Most Read Articles>> 'Studzmen' screens at Midtown Art Cinema this Thursday
>> DJs Vicki Powell, Chris Griswold to spin Atlanta Pride Kickoff Party
>> Minnesota governor to sign marriage equality bill today
>> Alpharetta church organist says he was forced to resign for being gay
>> Atlanta Pride announces 'Stonewall Month' schedule of events
Senate committee nears final vote on immigration reform bill
LGBTQ Nation | 21 May 2013 | 5:00 pm
Gay Boy Scout Employee Plans To Resign After Two Decades If Ban Doesn’t End
Queerty | 21 May 2013 | 4:47 pm
NOM Denounces Murder Of Mark Carson
Joe. My. God. | 21 May 2013 | 4:19 pm
Orthodox Priests in Georgia Lead Violent Anti-Gay Mob
The Bilerico Project | 21 May 2013 | 3:00 pm
Gay Marriage Foe Renews Vow To Repeal Iowa Law
On Top Magazine Headlines | 21 May 2013 | 12:16 pm
|Atlanta Queer Literary Festival celebrates LGBT writers|
|by Dyana Bagby|
|June 10, 2011 00:00|
While the word “literary” may bring up bad memories of memorizing Chaucer in high school English class, Franklin Abbott, co-founder of the Atlanta Queer Literary Festival, promises that his event is nothing like that.
“Not that we aren’t literary,” Abbott says. “But many people think it is somehow or other like graduate school, high brow, and doesn’t resonate with them personally … like the dreaded English class you had to take in college. I can promise there is useful stuff and it is entertaining and engaging. We don’t put on boring events.”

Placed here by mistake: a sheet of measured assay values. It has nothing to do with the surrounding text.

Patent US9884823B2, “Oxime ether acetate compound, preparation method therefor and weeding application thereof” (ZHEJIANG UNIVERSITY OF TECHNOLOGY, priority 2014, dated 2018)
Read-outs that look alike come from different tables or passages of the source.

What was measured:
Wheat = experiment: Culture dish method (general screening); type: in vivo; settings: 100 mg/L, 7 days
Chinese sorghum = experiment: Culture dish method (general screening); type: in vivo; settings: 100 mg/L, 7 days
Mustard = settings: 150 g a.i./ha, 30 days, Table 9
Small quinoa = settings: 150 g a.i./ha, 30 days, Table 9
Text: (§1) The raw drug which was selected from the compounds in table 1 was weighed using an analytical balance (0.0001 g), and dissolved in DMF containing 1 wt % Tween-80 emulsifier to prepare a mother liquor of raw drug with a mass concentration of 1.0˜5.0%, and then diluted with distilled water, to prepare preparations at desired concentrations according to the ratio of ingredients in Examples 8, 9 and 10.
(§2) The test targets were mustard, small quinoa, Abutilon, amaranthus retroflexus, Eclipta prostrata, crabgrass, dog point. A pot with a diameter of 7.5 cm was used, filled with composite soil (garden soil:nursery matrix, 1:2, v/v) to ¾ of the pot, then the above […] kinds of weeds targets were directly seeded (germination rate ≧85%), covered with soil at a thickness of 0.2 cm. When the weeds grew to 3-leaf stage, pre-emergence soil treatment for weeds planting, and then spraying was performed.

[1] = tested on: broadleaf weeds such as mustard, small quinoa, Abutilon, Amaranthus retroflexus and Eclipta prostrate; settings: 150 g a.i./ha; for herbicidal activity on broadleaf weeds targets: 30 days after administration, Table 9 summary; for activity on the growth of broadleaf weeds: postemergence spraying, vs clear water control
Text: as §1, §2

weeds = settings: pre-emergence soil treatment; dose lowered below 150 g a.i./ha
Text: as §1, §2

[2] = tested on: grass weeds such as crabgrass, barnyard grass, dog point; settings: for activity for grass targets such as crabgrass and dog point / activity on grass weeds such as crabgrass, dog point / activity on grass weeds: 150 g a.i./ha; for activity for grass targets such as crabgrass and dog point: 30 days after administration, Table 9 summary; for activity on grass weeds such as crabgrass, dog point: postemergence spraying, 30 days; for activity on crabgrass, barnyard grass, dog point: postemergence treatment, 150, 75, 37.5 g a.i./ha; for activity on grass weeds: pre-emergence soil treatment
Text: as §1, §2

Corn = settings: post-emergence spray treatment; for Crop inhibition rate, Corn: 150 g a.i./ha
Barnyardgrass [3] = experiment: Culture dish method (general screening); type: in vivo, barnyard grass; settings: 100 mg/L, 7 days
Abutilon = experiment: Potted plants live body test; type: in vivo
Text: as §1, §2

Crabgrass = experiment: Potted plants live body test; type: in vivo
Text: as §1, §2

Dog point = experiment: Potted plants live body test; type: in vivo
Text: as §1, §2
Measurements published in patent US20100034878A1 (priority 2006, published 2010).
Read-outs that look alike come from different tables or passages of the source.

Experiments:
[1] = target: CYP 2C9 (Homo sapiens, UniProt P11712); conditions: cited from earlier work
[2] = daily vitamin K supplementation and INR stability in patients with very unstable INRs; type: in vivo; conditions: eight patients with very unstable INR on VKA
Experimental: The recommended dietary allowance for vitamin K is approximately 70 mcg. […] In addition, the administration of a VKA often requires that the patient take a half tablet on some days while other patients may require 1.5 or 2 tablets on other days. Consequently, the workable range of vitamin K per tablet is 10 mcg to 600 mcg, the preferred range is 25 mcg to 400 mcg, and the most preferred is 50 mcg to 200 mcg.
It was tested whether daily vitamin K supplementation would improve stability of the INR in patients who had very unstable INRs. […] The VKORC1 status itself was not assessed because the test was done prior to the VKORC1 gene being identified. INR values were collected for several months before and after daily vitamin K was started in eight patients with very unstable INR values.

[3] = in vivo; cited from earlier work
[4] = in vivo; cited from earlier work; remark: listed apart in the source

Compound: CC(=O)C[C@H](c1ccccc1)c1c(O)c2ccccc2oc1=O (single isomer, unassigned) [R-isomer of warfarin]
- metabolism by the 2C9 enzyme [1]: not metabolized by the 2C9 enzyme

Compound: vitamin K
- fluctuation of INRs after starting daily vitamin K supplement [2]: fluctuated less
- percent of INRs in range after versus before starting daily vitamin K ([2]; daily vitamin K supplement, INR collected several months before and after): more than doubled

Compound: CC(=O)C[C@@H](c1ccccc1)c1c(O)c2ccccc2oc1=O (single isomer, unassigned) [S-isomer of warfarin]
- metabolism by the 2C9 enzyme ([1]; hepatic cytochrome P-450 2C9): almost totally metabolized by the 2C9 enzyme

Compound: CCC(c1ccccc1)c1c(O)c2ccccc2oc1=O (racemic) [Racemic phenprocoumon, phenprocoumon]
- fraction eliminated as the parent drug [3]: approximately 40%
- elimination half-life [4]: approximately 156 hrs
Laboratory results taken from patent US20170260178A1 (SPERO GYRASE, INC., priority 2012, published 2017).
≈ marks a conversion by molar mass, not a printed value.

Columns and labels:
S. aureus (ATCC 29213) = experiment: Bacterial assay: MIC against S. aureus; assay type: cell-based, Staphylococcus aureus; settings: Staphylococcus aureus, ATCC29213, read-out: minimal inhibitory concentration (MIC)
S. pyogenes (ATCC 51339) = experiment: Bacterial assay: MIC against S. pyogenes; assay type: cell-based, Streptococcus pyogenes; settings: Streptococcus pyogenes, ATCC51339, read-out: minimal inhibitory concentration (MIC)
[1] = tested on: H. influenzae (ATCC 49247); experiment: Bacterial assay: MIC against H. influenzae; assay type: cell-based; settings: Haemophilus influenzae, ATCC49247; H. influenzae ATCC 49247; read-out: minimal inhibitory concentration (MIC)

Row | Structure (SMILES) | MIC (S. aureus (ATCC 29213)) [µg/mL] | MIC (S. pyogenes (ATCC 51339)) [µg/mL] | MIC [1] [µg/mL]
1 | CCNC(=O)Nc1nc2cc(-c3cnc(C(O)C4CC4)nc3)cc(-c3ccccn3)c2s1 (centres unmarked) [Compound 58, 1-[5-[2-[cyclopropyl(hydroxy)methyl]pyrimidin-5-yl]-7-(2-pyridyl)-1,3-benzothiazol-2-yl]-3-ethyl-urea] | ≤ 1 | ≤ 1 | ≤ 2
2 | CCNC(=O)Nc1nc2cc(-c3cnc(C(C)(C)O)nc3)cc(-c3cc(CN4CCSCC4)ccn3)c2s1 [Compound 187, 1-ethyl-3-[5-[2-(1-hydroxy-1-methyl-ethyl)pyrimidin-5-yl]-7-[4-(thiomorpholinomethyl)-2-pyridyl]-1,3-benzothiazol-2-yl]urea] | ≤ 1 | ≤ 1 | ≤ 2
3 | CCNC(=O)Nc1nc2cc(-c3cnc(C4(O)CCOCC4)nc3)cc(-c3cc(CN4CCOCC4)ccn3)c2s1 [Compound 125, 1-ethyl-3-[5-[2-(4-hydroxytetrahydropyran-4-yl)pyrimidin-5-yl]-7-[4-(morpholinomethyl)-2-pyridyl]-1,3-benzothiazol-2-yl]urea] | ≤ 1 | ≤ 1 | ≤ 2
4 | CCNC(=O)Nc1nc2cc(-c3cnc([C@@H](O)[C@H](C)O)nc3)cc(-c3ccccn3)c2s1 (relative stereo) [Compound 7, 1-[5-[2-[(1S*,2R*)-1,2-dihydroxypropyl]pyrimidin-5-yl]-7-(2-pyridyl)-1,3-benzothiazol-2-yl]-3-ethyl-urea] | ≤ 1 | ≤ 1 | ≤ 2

This year marks the fifth anniversary of the grassroots festival. Keynote speakers for 2011 are Atlanta’s own Theresa Davis, the reigning champion of the Women of the World poetry slam, and Bryan Borland of Little Rock, Ark., a Pushcart-nominated poet and owner of Sibling Rivalry Press.
“We’re having a smaller fest this year because of energy and money and plans to diversify in the years to come,” Abbott says. “The main thing we are trying to do is be more community focused.”
Recognizing and honoring queer literature is crucial to the gay, lesbian, bisexual and transgender experience, Abbott says.
“I think we have a window on the world that is unique to our experience. Part of what’s unique is we are as different as any minority and we come from families from all different backgrounds,” he says.
“I also think that most of society takes binary gender rules for granted and we call them into question. Male and female is artificial,” he says. “The tension in queer writing is not pledging allegiance to a binary gender code.”
Atlanta Queer Literary Festival
Thursday, June 23
Friday, June 24
Saturday, June 25
Top photo: This year’s keynote speakers at the Atlanta Queer Lit Fest are Women of the World poetry slam champion Theresa Davis and Bryan Borland, owner of Sibling Rivalry Press. (Courtesy photos)
Joomla Templates and Joomla Extensions by ZooTemplate.Com